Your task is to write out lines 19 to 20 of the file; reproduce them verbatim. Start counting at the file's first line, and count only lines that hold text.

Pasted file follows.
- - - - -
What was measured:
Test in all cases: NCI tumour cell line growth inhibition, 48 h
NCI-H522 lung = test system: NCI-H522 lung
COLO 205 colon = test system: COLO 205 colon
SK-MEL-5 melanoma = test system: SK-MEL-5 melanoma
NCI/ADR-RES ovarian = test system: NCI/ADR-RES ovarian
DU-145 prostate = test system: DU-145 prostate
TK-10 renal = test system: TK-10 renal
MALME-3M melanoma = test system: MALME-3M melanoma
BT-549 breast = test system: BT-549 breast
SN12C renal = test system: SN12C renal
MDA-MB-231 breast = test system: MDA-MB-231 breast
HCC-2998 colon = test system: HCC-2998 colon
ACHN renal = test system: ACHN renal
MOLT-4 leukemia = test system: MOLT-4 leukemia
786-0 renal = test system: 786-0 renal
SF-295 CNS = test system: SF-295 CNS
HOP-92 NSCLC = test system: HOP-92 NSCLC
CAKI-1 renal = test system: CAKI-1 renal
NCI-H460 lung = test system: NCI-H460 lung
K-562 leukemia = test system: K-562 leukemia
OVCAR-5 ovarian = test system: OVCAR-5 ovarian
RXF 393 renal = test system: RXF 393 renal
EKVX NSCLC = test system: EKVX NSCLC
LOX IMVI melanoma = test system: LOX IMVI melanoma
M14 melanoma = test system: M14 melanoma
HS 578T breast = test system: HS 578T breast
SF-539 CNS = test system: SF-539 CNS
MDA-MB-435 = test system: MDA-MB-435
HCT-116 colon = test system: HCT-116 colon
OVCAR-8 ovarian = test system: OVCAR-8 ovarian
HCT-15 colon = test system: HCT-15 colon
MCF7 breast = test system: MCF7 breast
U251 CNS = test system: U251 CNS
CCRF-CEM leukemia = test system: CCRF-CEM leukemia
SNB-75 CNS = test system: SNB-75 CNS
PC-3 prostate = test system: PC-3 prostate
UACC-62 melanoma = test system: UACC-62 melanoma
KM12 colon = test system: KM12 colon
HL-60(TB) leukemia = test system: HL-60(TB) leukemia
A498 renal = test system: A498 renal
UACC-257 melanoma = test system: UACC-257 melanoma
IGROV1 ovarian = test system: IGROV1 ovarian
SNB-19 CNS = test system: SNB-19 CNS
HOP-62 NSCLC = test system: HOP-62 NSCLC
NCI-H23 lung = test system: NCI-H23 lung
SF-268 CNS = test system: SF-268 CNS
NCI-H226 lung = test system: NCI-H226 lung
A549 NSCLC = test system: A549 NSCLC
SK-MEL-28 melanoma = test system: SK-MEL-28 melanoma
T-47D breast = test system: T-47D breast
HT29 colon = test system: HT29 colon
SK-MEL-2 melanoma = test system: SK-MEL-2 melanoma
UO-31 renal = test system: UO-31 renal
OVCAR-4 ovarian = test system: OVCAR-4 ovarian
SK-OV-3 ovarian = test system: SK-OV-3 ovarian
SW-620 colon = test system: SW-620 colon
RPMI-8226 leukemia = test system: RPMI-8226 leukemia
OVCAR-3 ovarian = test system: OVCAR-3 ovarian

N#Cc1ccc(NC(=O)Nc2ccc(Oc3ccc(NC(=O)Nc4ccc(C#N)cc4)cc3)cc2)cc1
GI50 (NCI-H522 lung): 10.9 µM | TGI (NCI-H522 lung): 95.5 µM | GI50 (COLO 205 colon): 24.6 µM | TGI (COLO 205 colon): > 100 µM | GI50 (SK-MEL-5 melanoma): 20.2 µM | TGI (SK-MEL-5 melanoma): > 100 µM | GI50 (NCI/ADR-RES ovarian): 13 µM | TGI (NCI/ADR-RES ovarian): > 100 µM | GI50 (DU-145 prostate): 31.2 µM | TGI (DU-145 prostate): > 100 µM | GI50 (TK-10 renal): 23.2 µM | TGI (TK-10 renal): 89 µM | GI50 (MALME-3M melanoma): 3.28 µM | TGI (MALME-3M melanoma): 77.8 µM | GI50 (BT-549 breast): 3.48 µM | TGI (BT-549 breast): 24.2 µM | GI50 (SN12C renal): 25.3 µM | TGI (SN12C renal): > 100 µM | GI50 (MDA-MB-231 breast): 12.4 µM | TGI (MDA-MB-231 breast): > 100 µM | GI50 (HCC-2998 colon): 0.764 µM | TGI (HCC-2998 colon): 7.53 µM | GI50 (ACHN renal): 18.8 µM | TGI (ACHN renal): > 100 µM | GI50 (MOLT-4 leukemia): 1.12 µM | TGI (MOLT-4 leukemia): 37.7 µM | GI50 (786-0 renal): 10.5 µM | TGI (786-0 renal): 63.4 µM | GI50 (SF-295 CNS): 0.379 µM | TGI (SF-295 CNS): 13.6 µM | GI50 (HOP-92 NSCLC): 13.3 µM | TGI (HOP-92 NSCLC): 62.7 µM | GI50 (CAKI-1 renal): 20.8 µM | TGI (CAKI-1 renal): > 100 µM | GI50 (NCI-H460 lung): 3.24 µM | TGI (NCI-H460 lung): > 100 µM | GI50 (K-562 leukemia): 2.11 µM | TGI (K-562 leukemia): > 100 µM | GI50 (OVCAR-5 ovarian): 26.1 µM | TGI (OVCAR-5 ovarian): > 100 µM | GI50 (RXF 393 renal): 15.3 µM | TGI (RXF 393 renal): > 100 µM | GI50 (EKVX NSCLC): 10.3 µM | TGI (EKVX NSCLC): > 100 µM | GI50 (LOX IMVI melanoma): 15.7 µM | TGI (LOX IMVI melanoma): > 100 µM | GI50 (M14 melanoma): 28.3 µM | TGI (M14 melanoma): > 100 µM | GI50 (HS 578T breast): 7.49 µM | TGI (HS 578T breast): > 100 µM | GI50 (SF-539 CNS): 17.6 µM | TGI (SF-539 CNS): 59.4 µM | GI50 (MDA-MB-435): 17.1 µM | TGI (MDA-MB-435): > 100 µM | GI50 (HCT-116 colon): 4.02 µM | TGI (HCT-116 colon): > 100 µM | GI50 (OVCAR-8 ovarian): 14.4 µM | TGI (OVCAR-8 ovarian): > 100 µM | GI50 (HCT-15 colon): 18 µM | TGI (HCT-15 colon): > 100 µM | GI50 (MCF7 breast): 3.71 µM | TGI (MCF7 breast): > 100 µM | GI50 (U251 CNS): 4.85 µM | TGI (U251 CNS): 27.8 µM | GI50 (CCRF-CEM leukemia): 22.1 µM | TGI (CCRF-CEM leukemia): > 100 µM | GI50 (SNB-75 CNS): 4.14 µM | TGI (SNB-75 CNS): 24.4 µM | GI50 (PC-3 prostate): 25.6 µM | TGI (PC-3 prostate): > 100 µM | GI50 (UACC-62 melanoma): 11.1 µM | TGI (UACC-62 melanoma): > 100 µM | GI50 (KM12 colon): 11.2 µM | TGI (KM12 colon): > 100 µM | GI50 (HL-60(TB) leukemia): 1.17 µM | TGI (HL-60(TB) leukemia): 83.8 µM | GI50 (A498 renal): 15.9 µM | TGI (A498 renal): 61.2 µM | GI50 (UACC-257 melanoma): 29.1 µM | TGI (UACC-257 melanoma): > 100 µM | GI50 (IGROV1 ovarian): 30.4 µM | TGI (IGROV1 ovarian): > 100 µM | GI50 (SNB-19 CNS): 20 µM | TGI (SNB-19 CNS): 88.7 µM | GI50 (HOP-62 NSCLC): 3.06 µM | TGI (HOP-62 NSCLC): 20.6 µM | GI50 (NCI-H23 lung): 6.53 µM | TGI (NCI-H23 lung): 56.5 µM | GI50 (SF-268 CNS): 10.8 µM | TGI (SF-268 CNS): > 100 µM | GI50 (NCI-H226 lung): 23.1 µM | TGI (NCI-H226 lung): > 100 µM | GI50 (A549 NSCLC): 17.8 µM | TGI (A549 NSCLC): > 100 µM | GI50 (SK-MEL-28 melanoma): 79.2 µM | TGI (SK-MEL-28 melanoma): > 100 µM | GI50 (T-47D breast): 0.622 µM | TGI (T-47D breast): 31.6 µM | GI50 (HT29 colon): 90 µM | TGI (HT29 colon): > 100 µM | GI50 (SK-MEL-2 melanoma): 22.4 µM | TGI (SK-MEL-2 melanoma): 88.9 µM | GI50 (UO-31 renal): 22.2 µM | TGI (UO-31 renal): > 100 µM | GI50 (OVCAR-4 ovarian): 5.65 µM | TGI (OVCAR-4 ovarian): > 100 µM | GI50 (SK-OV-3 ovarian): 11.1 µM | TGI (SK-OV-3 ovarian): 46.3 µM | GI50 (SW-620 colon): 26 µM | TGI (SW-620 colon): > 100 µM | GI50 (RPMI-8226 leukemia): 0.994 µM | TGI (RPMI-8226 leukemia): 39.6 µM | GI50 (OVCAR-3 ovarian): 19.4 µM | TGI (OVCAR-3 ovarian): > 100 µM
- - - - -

CAKI-1 renal = test system: CAKI-1 renal
NCI-H460 lung = test system: NCI-H460 lung